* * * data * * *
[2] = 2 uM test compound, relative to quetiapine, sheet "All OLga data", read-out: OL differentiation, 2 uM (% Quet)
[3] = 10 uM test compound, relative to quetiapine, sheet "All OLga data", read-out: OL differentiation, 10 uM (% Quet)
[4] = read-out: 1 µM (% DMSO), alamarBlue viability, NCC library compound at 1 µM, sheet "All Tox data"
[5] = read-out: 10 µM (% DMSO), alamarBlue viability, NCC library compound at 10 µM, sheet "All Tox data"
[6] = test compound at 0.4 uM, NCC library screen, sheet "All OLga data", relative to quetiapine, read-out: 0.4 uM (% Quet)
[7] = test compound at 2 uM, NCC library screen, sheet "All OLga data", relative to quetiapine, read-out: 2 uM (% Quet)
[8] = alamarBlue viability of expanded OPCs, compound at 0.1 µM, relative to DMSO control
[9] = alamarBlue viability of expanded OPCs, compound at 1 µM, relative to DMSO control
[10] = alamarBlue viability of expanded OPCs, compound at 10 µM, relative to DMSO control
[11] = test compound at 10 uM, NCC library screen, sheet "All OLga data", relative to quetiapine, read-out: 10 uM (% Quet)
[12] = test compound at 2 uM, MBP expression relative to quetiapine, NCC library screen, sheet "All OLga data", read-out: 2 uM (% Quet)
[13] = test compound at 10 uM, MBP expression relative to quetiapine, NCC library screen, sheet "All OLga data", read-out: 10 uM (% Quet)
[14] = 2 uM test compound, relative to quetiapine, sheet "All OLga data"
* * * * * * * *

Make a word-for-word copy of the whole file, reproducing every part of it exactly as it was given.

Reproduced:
[2] = 2 uM test compound, relative to quetiapine, sheet "All OLga data", read-out: OL differentiation, 2 uM (% Quet)
[3] = 10 uM test compound, relative to quetiapine, sheet "All OLga data", read-out: OL differentiation, 10 uM (% Quet)
[4] = read-out: 1 µM (% DMSO), alamarBlue viability, NCC library compound at 1 µM, sheet "All Tox data"
[5] = read-out: 10 µM (% DMSO), alamarBlue viability, NCC library compound at 10 µM, sheet "All Tox data"
[6] = test compound at 0.4 uM, NCC library screen, sheet "All OLga data", relative to quetiapine, read-out: 0.4 uM (% Quet)
[7] = test compound at 2 uM, NCC library screen, sheet "All OLga data", relative to quetiapine, read-out: 2 uM (% Quet)
[8] = alamarBlue viability of expanded OPCs, compound at 0.1 µM, relative to DMSO control
[9] = alamarBlue viability of expanded OPCs, compound at 1 µM, relative to DMSO control
[10] = alamarBlue viability of expanded OPCs, compound at 10 µM, relative to DMSO control
[11] = test compound at 10 uM, NCC library screen, sheet "All OLga data", relative to quetiapine, read-out: 10 uM (% Quet)
[12] = test compound at 2 uM, MBP expression relative to quetiapine, NCC library screen, sheet "All OLga data", read-out: 2 uM (% Quet)
[13] = test compound at 10 uM, MBP expression relative to quetiapine, NCC library screen, sheet "All OLga data", read-out: 10 uM (% Quet)
[14] = 2 uM test compound, relative to quetiapine, sheet "All OLga data"